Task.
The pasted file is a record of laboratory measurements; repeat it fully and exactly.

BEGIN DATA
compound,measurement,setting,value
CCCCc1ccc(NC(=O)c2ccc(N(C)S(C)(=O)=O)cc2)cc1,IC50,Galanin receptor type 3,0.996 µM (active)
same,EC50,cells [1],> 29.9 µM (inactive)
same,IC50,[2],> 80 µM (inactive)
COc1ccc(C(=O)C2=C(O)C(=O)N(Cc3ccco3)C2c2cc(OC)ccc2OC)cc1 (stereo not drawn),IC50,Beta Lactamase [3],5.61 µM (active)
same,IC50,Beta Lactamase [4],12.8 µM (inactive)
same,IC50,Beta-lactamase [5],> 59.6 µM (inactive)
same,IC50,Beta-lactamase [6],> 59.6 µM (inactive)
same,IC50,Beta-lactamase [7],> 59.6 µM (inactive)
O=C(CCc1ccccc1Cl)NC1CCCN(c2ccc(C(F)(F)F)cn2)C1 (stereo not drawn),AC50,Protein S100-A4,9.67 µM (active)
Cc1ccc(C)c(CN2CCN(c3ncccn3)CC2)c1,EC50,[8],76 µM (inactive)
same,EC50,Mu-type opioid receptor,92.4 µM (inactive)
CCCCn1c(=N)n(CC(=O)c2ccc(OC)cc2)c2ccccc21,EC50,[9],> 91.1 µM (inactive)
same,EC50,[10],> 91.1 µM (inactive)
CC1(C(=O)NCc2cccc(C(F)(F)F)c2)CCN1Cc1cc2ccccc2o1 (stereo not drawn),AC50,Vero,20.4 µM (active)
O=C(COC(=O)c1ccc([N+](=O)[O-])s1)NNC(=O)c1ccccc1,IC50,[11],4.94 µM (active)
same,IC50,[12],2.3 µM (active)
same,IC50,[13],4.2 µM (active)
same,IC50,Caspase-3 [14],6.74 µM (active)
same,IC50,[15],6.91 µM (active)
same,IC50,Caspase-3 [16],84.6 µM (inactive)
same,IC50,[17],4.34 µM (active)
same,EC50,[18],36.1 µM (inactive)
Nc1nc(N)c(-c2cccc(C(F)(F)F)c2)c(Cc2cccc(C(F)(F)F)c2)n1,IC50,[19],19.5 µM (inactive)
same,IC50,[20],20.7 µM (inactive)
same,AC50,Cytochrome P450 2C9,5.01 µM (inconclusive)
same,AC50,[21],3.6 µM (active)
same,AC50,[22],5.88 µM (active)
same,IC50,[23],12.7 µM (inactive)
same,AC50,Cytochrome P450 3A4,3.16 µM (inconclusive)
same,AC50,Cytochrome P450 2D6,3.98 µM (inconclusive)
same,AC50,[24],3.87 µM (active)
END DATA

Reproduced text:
compound,measurement,setting,value
CCCCc1ccc(NC(=O)c2ccc(N(C)S(C)(=O)=O)cc2)cc1,IC50,Galanin receptor type 3,0.996 µM (active)
same,EC50,cells [1],> 29.9 µM (inactive)
same,IC50,[2],> 80 µM (inactive)
COc1ccc(C(=O)C2=C(O)C(=O)N(Cc3ccco3)C2c2cc(OC)ccc2OC)cc1 (stereo not drawn),IC50,Beta Lactamase [3],5.61 µM (active)
same,IC50,Beta Lactamase [4],12.8 µM (inactive)
same,IC50,Beta-lactamase [5],> 59.6 µM (inactive)
same,IC50,Beta-lactamase [6],> 59.6 µM (inactive)
same,IC50,Beta-lactamase [7],> 59.6 µM (inactive)
O=C(CCc1ccccc1Cl)NC1CCCN(c2ccc(C(F)(F)F)cn2)C1 (stereo not drawn),AC50,Protein S100-A4,9.67 µM (active)
Cc1ccc(C)c(CN2CCN(c3ncccn3)CC2)c1,EC50,[8],76 µM (inactive)
same,EC50,Mu-type opioid receptor,92.4 µM (inactive)
CCCCn1c(=N)n(CC(=O)c2ccc(OC)cc2)c2ccccc21,EC50,[9],> 91.1 µM (inactive)
same,EC50,[10],> 91.1 µM (inactive)
CC1(C(=O)NCc2cccc(C(F)(F)F)c2)CCN1Cc1cc2ccccc2o1 (stereo not drawn),AC50,Vero,20.4 µM (active)
O=C(COC(=O)c1ccc([N+](=O)[O-])s1)NNC(=O)c1ccccc1,IC50,[11],4.94 µM (active)
same,IC50,[12],2.3 µM (active)
same,IC50,[13],4.2 µM (active)
same,IC50,Caspase-3 [14],6.74 µM (active)
same,IC50,[15],6.91 µM (active)
same,IC50,Caspase-3 [16],84.6 µM (inactive)
same,IC50,[17],4.34 µM (active)
same,EC50,[18],36.1 µM (inactive)
Nc1nc(N)c(-c2cccc(C(F)(F)F)c2)c(Cc2cccc(C(F)(F)F)c2)n1,IC50,[19],19.5 µM (inactive)
same,IC50,[20],20.7 µM (inactive)
same,AC50,Cytochrome P450 2C9,5.01 µM (inconclusive)
same,AC50,[21],3.6 µM (active)
same,AC50,[22],5.88 µM (active)
same,IC50,[23],12.7 µM (inactive)
same,AC50,Cytochrome P450 3A4,3.16 µM (inconclusive)
same,AC50,Cytochrome P450 2D6,3.98 µM (inconclusive)
same,AC50,[24],3.87 µM (active)